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School prayer: 50 years after the ban, God and faith more present than ever

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 Informal Bible study groups have proliferated, judging from anecdotal reports, sometimes meeting on campus, sometimes at a coffee shop or someone's home.

 Over the past 10 to 15 years, Muslim and Jewish student clubs as well as clubs espousing agnostic, humanist perspectives have appeared on public school campuses. Among the oldest, the Hindu Student Association of Bellaire High School in suburban Houston attracted 700 people of many faiths at its Holi celebration in April.

 Students in interfaith groups like Youth LEAD in Sharon, Mass., may meet off-campus, but stage workshops and programs at school.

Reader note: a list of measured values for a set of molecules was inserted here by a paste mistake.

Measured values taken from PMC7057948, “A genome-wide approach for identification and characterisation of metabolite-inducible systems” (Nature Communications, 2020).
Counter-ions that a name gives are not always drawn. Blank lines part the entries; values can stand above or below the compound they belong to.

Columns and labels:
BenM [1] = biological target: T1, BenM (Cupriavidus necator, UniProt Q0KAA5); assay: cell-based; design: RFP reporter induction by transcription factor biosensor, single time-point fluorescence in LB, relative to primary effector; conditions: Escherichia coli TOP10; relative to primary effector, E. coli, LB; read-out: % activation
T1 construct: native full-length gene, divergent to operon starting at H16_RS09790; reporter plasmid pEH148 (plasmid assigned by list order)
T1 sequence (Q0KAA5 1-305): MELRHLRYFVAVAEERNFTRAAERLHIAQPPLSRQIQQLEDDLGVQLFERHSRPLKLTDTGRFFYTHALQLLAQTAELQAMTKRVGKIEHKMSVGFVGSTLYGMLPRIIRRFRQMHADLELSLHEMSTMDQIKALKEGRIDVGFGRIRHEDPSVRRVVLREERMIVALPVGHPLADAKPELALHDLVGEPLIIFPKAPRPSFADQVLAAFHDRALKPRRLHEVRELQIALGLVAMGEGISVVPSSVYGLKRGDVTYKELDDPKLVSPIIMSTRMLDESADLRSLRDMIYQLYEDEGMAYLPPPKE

Students are also carving out time to pray, whether Muslims fulfilling a religious obligation or Christians delivering on prayer requests during lunchtime.

 Some schools allow released-time programs: During class hours, students leave campus for Christian, Jewish, Mormon, or Islamic instruction – some even earn academic credit.

 Schools are increasingly including Christianity, Buddhism, Sikhism, Islam, and, in some cases, the Bible in their curricula because of concern over Americans' religious illiteracy. (A 2007 study found that only 10 percent of American teens could name the five major religions.)

Many welcome the growing presence of religion.

"If the public school is to prepare people to participate in a democracy," says Mike Waggoner, editor of Religion & Education, "students are going to require an understanding of Hindus, Muslims, atheists, various forms of Christians, and so forth."

Mr. Haynes concurs, noting, "It is on public school campuses that young people learn to live with and address differences." But, he warns, if religion is going to come on campus, it has to enter "through the First Amendment door."

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